The 2022 property manager guide to the covenant of quiet enjoyment

The covenant of quiet enjoyment, also referred to as the implied covenant of quiet enjoyment, is a tenant’s right to the tranquil enjoyment of their place of rent. Whether or not this is stated in your lease agreement, this tenant right to quiet enjoyment exists.

It is critical for real estate investors and landlords to understand this critical pillar of leasing, as it can have negative legal ramifications if ignored. For instance, if the covenant of quiet enjoyment is violated, tenants can have a legal justification to not pay rent or even break a lease. To avoid these pitfalls, let’s take a closer look at the ins and outs of the covenant of quiet enjoyment.

What is the covenant of quiet enjoyment?

Simply put, the covenant of quiet enjoyment means that landlords and owners have an obligation to ensure tenants have a peaceful place to live and are free from unreasonable disruptions.

Further, this legal requirement is described as ‘implied’, which means that nothing needs to be explicitly stated in a lease agreement about quiet enjoyment. This is a legal right tenants have whether or not it is in writing or discussed verbally.

The rules of quiet enjoyment and the covenant of implied quiet enjoyment meaning

So what qualifies as ‘quiet enjoyment’ as it relates to real estate investing and landlords? As with most legal principles, it’s not straightforward as the term quiet enjoyment can be relative. That said, there are a few examples of disruptions that can help situate our thinking.

  • Showing up and entering a property unannounced
  • Not allowing tenant guests on the property
  • Health and safety code violations
  • Violating terms of the lease (ex: not having a working washer and dryer when it’s promised in the lease)
  • Unreasonably restricting services such as water and electricity
  • Threatening or harassing behavior by the landlord

That said, there are a number of examples of disruptions that are beyond the control of landlords such as neighborhood nuisance, parties at neighboring properties, natural disasters, nearby construction, wildlife, emergency repairs, smoke alarms, and so on.

How best to adhere to the covenant of quiet enjoyment

Here are some key points that landlords and investors should internalize to ensure they aren’t in violation of the implied covenant of quiet enjoyment.

  • Almost all states have laws surrounding the entering of a rented premise. Find yours, and understand the notification requirements and circumstances under which you can enter your rental property.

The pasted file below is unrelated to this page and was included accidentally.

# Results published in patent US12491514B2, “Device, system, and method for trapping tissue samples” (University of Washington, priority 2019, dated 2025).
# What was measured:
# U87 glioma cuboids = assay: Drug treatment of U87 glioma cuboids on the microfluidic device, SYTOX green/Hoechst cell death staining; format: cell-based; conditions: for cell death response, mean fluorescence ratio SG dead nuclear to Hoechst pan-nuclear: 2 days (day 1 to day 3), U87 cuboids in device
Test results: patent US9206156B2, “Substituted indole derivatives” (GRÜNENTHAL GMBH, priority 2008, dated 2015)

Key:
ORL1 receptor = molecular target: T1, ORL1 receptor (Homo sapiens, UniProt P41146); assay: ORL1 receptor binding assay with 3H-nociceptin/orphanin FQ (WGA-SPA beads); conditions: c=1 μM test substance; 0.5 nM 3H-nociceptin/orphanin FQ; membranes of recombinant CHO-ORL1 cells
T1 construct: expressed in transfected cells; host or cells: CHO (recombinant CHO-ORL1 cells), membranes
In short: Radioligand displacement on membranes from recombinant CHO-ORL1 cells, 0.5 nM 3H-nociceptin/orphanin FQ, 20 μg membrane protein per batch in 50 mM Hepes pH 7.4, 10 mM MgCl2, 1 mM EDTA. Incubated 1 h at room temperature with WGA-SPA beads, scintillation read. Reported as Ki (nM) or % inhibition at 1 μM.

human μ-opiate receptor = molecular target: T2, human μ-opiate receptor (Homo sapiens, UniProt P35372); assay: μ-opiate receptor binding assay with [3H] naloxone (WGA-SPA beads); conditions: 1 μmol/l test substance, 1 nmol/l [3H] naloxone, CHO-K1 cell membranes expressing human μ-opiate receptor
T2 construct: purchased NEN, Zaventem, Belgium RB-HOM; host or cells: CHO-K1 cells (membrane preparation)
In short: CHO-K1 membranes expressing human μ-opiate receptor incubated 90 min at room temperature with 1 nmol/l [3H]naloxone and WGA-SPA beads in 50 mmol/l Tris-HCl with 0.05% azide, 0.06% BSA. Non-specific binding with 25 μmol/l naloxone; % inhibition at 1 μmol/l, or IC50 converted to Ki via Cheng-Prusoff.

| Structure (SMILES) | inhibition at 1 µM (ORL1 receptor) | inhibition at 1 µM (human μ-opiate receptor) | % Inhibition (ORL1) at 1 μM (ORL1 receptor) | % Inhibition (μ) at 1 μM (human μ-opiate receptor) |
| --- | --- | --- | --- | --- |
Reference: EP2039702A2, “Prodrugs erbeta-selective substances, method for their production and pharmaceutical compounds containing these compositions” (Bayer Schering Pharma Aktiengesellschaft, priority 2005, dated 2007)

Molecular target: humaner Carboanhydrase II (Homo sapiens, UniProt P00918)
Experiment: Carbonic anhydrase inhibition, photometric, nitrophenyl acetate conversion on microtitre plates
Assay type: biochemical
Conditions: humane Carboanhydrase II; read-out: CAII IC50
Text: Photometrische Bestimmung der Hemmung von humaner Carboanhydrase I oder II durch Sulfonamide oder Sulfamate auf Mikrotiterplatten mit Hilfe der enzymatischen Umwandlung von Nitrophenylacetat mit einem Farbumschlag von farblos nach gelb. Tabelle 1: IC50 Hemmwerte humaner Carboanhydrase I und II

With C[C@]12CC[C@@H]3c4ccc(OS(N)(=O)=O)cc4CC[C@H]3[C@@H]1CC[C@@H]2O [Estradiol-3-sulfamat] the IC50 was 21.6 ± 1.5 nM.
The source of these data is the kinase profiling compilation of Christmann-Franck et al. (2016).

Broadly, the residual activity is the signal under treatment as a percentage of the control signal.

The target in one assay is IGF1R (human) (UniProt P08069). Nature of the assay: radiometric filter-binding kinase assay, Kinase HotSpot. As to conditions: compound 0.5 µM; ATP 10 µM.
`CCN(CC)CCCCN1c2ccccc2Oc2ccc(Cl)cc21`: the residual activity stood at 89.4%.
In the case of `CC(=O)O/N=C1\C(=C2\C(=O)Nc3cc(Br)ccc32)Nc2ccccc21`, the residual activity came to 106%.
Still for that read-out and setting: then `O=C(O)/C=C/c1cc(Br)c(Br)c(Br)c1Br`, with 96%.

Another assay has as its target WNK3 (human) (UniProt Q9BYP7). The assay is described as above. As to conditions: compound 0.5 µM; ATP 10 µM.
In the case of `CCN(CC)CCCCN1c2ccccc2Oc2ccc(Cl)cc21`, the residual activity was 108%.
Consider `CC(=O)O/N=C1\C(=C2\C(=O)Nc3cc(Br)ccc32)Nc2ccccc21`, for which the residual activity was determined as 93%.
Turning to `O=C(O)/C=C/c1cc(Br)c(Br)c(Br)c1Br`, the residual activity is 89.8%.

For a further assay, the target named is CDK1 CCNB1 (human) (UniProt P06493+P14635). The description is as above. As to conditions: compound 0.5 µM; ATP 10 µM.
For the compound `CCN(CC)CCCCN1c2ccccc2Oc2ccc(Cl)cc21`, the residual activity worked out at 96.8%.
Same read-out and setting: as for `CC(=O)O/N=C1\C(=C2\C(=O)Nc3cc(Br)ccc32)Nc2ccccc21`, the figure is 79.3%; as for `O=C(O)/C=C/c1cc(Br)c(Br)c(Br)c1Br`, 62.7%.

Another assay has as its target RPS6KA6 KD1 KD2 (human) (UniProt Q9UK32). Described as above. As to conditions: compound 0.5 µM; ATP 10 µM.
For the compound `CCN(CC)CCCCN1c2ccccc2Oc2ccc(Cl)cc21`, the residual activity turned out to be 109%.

• Quickly address maintenance issues. Any unaddressed hazards or safety issues are violations of the covenant of quiet enjoyment.
  • Be communicative with your tenants and give them as much notice as possible around potential violations of quiet enjoyment like renovations, construction, or community events.
  • Don’t snoop or show up unexpectedly to your rental property.
  • If utility disruptions are expected or needed, then communicate this to the tenants as soon as possible. Do not arbitrarily shut off utilities.
  • Minimize inspections and visits to the property.
  • Address noise issues from other tenants immediately.
  • Ensure any renovations or modifications are done in a timely manner.

As real estate investors we should always be continuing our education and improving our businesses and practices to ensure our customers, the tenants, are living in a safe and respectful environment. Our businesses depend on it!

Multifamily: How to ensure other tenants respect quiet enjoyment

For real estate investors with multiple units in one property, how do you ensure your tenants are respecting the covenant of quiet enjoyment of other tenants? According to most legal experts, landlords must act to address any issue between tenants at their property to come to a resolution.

The critical point is landlords must investigate and attempt to come to a resolution between the tenants. For example, if the downstairs tenant complains there is too much foot traffic noise above, perhaps your lease should require carpets in hallways to reduce the noise that surfaces below the floorboards. And, you should always direct tenants to the local city or county noise ordinance rules to set expectations. If one tenant is still not cooperating, landlords should consider posting a notice of lease violation (eviction notice) t for violating the quiet enjoyment for their neighbors.

Tenant drama is never fun, but as long as landlords can prove they’ve done their due diligence to enforce rules around the covenant of quiet enjoyment, then you’re mitigating your legal risks.

Final thoughts

Whether you are a remote investor or a hands-on property manager, the covenant of quiet enjoyment is a pillar of tenant rights. This includes health and safety, as well as unreasonable disruption or harassment from landlords. This is why it’s critical for real estate investors to understand and internalize this concept that, whether or not explicitly stated, is a foundational legal concept of our businesses.

At the end of the day, everyone should be treated fairly and with respect. The implied covenant of quiet enjoyment is basically that. Tenants have the right to live in their place of rent without being disturbed on a regular basis. Not only is this their legal right, but it’s good business practice for landlords and real estate investors alike.

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